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This U.S. quinoa supply offers sensory attributes comparable to quinoa sourced from South America and provides important sustainability benefits to local growers.
Quinoa, despite its popularity in the United States, is currently sourced largely from South America. But the tide could be turning. At the Institute of Food Technologists’ (IFT) Annual Meeting and Food Expo in June, grains giant Ardent Mills-and, specifically, its specialty ingredients division The Annex by Ardent Mills-discussed how it is helping to introduce a brand new domestic supply of quinoa coming out of Colorado.
The Annex has forged a partnership with the group Colorado Quinoa LLC to clean, mill, and market quinoa grown by farmers in Colorado’s San Luis Valley. The Annex will market this Colorado Quinoa as part of the company’s Great Plains Quinoa portfolio, which also includes quinoa grown in South America and Canada.
A domestic quinoa supply offers benefits to both U.S. food companies and U.S. farmers. For food companies, a domestic source helps strengthen a stable supply chain of this popular ingredient.
Meanwhile, the famers in Colorado’s San Luis Valley see some important benefits. One of the biggest benefits is that quinoa, which also promotes soil biodiversity, requires very little water to produce compared to other grains. Because of this, Colorado Quinoa growers may actually see an economic benefit by growing the crop.
At the IFT show, Don Trouba, senior director, Go-To-Market, for The Annex, explained: “We’re extremely bullish about Colorado Quinoa because farmers like it." In Colorado's San Luis Valley, water shortages present challenges to farmers. Colorado Quinoa, he said, can help farmers. Because farmers can see 366 million gallons' worth of water savings for every 1000 acres of Colorado Quinoa that they grow, those farmers, who are already limited by the amount of water they are allowed to use, can actually get a net credit back to the area's Rio Grande Aquifer System by planting this quinoa.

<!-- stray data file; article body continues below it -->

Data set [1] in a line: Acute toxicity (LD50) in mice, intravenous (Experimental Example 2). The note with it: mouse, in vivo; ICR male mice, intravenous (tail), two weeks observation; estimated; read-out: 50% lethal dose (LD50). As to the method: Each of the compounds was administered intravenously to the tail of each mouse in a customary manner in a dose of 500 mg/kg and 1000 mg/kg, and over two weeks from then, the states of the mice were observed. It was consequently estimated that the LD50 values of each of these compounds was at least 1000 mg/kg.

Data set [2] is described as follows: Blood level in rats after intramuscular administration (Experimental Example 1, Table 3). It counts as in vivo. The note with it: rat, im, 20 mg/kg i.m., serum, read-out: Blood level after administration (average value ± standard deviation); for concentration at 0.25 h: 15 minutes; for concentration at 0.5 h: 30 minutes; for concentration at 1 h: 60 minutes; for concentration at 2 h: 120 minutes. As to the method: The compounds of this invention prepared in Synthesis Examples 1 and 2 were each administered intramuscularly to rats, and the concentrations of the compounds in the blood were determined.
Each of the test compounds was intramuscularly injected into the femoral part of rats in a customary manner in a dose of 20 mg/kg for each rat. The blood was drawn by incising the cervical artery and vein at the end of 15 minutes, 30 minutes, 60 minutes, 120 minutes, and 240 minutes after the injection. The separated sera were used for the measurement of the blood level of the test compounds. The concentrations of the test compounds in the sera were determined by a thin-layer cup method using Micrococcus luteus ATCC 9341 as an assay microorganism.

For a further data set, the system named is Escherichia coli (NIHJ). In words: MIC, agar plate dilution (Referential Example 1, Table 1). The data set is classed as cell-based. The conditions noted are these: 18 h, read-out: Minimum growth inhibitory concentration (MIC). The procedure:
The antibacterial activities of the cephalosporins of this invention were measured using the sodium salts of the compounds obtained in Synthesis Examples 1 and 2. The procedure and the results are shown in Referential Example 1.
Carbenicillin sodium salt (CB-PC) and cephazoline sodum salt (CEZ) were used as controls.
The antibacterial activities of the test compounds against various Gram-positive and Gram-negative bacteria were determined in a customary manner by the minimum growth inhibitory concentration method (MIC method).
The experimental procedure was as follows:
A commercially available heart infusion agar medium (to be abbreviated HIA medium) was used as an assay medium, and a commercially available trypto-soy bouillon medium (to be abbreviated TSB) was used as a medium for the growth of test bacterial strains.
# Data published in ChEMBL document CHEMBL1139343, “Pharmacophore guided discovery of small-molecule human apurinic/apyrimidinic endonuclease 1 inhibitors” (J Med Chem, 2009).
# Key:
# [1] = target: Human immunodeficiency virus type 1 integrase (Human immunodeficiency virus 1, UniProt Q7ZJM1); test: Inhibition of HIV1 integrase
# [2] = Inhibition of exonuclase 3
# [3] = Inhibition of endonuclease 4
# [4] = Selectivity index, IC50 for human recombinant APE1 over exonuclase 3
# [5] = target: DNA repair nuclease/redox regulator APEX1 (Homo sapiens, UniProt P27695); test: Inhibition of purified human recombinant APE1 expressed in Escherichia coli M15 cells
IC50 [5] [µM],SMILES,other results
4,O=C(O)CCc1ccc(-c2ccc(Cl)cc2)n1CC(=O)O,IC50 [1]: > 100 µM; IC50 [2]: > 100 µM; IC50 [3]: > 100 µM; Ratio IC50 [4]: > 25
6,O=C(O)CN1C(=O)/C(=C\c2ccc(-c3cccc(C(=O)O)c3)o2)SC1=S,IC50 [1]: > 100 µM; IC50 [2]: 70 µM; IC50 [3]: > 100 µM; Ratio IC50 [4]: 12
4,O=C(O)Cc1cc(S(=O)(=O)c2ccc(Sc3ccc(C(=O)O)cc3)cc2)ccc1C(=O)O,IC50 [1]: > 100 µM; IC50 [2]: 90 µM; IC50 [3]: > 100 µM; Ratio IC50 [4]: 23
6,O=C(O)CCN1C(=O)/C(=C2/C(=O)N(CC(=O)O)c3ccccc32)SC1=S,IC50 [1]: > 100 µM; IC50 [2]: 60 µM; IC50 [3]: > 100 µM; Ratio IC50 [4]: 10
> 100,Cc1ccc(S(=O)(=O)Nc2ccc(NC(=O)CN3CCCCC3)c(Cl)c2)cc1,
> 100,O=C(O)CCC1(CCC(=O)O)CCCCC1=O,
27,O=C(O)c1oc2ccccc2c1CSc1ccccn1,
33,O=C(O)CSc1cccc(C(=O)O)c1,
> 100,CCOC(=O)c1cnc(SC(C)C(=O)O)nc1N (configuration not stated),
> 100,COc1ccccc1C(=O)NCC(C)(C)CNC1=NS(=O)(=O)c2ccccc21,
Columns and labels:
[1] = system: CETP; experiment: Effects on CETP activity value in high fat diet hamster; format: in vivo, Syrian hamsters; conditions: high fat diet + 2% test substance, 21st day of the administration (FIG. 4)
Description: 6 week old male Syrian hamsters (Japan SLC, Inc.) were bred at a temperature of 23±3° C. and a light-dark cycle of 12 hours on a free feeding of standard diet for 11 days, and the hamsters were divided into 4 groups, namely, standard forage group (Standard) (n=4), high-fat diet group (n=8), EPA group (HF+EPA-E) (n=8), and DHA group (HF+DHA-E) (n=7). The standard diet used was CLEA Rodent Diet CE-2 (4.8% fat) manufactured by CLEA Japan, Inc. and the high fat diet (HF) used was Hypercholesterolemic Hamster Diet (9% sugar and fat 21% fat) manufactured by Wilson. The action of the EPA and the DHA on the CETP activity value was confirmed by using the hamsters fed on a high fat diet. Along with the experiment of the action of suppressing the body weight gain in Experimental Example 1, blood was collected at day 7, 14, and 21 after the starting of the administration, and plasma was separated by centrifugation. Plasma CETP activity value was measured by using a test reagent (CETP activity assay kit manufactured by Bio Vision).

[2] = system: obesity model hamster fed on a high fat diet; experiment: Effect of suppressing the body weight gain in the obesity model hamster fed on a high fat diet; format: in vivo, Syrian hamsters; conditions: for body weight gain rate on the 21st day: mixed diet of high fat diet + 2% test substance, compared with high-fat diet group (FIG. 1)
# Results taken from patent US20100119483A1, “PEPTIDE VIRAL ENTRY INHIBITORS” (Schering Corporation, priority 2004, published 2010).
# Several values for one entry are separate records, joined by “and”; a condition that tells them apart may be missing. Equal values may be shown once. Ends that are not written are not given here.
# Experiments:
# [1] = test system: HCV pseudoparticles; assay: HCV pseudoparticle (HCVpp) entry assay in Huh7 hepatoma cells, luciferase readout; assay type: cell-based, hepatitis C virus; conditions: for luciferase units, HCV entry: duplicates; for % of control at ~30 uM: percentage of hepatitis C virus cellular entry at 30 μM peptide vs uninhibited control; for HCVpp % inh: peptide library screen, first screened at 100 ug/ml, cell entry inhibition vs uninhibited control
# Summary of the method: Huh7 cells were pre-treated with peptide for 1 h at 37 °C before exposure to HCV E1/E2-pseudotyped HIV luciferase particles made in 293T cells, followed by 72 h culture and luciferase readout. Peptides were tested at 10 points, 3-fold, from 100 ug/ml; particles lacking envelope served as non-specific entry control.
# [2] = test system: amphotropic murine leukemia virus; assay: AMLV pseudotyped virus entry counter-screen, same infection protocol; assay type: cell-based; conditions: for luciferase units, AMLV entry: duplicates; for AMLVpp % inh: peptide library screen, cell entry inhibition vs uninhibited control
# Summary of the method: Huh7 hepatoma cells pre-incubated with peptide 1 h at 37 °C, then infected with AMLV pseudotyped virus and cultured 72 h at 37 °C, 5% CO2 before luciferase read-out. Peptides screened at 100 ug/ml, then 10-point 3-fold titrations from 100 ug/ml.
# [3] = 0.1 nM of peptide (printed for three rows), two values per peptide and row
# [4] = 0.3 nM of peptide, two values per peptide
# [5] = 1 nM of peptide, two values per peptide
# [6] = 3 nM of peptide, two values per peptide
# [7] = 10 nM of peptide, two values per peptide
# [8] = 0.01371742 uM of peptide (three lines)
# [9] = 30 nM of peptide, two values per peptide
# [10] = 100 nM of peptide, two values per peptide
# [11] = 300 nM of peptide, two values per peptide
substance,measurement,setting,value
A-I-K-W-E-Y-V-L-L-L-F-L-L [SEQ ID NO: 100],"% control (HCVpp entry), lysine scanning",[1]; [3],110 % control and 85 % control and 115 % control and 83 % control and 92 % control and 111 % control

He continued: “It’s stories like that that I think are one of the reasons why quinoa is growing in popularity and in particular in Colorado. It’s got a great water story.”
One of the reasons why most quinoa supply comes from South America is because South America provides ideal growing conditions. However, said Trouba, “years of non-genetically modified plant breeding, or just conventional plant breeding, has been in place to get to the point where we do have a commercially viable quinoa variety that can grow in this climate” in the U.S.
Colorado Quinoa offers quality attributes comparable to South American quinoa, said Mike Veal, vice president of marketing for Ardent Mills. “This is the first time such a quality and scale has been developed in the U.S.,” he said. “It’s the closest to South American quality as far as the whiteness and the size of the seed and the flavor.”
He continued: “The texture is fantastic. It’s got a nice little pop to it-nice and firm, not mushy. Nice clean flavor. One of the big concerns with quinoa is the saponin and the bitter taste you can get with certain varieties, but this has a nice, clean flavor. And a great color.” Plus, he said, with growth now domestic, there is a lot of local branding that companies can do, as well as a traceability story that consumers value.
“For commercial customers looking for a sustainable and domestic source, Colorado Quinoa offers comparable taste, color, size, and cook volume to varieties of South American white quinoa, with the added benefits of a stable supply chain, competitive prices, and scalability,” the company said in a press release.
The Annex points out that Colorado Quinoa can also be used as a supplement to imported white quinoa, in combination with what is coming from South America. “I think there’s a need to continue to support what’s going on in South America for the farmers there, but also support U.S. farmers who want to diversify and try different things,” Trouba said.
Read more Nutritional Outlook coverage about The Annex here.